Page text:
• It so happened, that my way to school lay across this common. The first time that I saw one of these animals, it set up a braying and frightened me confoundedly. However, I soon got over my fright, and seeing that it had something of a horse look, my Virginian love for any thing of the equestrian species predominated, and I determined to back it. I accordingly applied at a grocer's shop, procured a cord that had been round a loaf of sugar, and made a kind of halter; then suminoning some of my school-fellows, we drove master Jack about the common until we hemmed him in an angle of a 'worm fence. After some difficulty, we fixed the halter round his muzzle, and I mounted. Up flew his heels, away I went over his head, and off he scampered. However, I was on my legs in a twinkling, gave chase, caught him and remounted. By dint of repeated tumbles, I soon learned to stick to his back, so that he could no more cast me than he could his own skin. From that time, master Jack and his companions had a scampering life of it, for we all rode them between school hours, and on holiday afternoons; and you may be sure school boys' nags are never permitted to suffer the grass to grow under their feet. They soon became so knowing, that they took to their heels at the very sight of a school-boy; and we were generally much longer in chasing than we were in riding them.

"Sunday approached, on which I projected an equestrian excursion on one of these long-eared steeds. As I knew the jacks would be in great demand on Sunday morning, I secured one over night, and conducted him home, to be ready for an early outset. But where was I to quarter him for the night ? I could not put him in the stable: our old black groom George was as absolute in that domain as Barbara was within doors, and would have thought his stable, his

mon.

horses, and himself disgraced, by the introduction of a jackass. I recollected the smoke-house ; an out-building appended to all Virginian establishments for the smoking of hams, and other kinds of meat. So I got the key, put master Jack in, locked the door, returned the key to its place, and went to bed, intending to release my prisoner at an early hour, before any of the family were awake. I was so tired, however, by the exertions I had made in catching the donkey, that I fell into a sound sleep, and the morning broke without my awaking.

* Not so with dame Barbara, the house-keeper. As usual, to use her own phrase,' she was up before the crow put his shoes on,' and bustled about to get things in order for breakfast. Her first resort was to the smoke-house. Scarce had she opened the door, when master Jack, tired of his confinement, and glad to be released from darkness, gave a loud bray, and rushed forth. Down dropped old Barbara; the animal trampled over her, and made off for the com

Poor Barbara ! She had never before seen a donkey, and having read in the Bible that the Devil went about like a roaring lion seeking whom he might devour, she took it for granted that this was Beelzebub himself. The kitchen was soon in a hubbub; the servants hurried to the spot. There lay old Barbara in fits; as fast as she got out of one, the thoughts of the devil came over her, and she fell into another, for the good soul was devoutly superstitious.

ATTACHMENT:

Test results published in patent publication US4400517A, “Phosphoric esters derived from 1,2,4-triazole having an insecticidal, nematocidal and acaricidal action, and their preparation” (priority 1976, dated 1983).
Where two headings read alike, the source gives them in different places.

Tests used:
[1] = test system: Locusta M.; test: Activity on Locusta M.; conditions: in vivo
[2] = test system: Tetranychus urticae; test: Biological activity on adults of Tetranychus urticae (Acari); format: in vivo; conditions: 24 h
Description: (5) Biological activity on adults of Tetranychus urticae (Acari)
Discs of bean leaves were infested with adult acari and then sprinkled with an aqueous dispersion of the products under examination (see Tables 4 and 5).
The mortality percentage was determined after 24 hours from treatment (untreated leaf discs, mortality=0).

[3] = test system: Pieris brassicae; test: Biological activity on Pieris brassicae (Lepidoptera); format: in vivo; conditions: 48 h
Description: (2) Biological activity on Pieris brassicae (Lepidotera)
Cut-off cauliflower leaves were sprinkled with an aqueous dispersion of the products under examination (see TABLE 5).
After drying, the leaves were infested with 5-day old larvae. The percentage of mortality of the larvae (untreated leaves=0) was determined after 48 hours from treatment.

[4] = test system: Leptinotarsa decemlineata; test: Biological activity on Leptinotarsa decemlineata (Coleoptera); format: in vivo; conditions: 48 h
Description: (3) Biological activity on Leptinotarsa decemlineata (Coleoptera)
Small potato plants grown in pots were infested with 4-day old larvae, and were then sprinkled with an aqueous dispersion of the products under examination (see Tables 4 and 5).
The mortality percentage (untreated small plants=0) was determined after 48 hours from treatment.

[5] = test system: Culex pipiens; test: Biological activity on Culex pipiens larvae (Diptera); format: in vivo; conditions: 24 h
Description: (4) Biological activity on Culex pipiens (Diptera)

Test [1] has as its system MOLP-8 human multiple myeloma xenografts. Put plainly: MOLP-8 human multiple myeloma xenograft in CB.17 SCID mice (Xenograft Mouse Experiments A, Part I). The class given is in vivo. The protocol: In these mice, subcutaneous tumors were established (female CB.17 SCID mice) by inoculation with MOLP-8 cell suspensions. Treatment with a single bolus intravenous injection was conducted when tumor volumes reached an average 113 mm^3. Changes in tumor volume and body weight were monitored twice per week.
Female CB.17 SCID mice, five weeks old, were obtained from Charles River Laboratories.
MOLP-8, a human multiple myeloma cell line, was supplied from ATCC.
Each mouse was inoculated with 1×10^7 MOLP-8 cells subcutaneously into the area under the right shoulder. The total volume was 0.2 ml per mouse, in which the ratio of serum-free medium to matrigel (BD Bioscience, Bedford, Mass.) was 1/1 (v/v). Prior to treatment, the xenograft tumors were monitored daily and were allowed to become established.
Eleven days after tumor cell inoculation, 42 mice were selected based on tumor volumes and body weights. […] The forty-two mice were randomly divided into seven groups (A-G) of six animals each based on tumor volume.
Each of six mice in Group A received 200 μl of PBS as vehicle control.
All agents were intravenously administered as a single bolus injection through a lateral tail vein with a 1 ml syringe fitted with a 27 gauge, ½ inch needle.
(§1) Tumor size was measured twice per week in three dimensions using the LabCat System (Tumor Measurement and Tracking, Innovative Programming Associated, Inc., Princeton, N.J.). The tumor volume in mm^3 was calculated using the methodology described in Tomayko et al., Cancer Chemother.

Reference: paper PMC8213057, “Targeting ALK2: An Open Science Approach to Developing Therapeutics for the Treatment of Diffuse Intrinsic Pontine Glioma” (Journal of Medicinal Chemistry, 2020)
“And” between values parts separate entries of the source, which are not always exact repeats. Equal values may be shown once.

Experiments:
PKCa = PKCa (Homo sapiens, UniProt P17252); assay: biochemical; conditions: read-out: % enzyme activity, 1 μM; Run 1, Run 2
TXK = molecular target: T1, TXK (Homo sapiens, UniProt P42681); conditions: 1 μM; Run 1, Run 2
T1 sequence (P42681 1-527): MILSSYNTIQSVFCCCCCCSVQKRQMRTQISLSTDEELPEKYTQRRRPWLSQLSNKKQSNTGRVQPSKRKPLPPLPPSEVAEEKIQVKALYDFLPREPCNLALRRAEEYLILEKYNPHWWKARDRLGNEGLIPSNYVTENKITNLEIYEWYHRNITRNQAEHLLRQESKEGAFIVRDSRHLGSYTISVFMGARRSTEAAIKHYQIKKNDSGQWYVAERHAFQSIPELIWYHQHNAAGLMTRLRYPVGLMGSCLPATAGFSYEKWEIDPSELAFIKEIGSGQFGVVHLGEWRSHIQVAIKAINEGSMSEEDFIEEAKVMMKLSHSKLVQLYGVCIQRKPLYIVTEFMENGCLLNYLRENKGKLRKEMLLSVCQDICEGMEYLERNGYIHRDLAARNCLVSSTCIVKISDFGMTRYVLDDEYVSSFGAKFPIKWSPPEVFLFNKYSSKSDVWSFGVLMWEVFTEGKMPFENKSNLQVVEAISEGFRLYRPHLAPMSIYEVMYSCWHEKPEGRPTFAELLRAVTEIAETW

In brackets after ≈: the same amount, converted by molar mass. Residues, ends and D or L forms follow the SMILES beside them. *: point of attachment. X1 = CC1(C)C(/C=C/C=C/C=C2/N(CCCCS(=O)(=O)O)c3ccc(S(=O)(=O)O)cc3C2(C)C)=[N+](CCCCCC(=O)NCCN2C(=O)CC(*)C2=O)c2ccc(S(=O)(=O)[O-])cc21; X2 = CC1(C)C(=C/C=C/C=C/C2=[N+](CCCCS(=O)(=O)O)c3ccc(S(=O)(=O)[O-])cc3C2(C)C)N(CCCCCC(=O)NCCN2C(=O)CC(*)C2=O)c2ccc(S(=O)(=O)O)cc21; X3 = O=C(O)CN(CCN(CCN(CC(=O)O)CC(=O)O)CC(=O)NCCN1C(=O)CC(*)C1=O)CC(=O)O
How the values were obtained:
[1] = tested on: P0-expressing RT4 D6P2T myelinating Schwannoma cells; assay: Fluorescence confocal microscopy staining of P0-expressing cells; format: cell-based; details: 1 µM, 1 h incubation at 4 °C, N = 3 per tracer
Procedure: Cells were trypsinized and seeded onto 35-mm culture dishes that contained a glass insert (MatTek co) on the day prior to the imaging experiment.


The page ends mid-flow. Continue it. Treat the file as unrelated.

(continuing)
* As ill luck would have it, among those attracted by the noise, was a little cursed fidgetty, crabbed uncle of mine ; one of those uneasy spirits, that cannot rest quietly in their beds in the morning, but must be up early, to bother the household. He was only a kind of halfuncle, after all, for he had married my father's sister : yet he assumed great authority on the strength of this left-handed relationship, and was a universal intermeddler, and family pest. This prying little busy-body soon ferreted out the truth of the story, and discovered, by hook and by crook, that I was at the bottom of the affair, and had locked up the donkey in the smoke-house. He stopped to inquire no farther, for he was one of those testy curmudgeons, with whom unlucky boys are always in the wrong. Leaving old Barbara to wrestle in imagination with the Devil, he made for my bed-chamber, where I still lay wrapped in rosy slumbers, little dreaming of the mischief I had done, and the storm about to break over me.

• In an instant, I was awakened by a shower of thwacks, and started up in wild amazement. I demanded the meaning of this attack, but received no other reply than that I had murdered the house-keeper; while my uncle continued whacking away during my confusion. I seized a poker, and put myself on the defensive. I was a stout boy for my years, while my uncle was a little wiffet of a man; one that in Kentucky we would not call even an individual;' nothing more than a remote circumstance. I soon, therefore, brought him to a parley, and learned the whole extent of the charge brought against me. I confessed to the donkey and the smoke-house, but pleaded not guilty of the murder of the house-keeper. I soon found out that old Barbara was still alive. She continued under the doctor's hands, however, for several days; and whenever she had an ill turn, my uncle would seek to give me another flogging. I appealed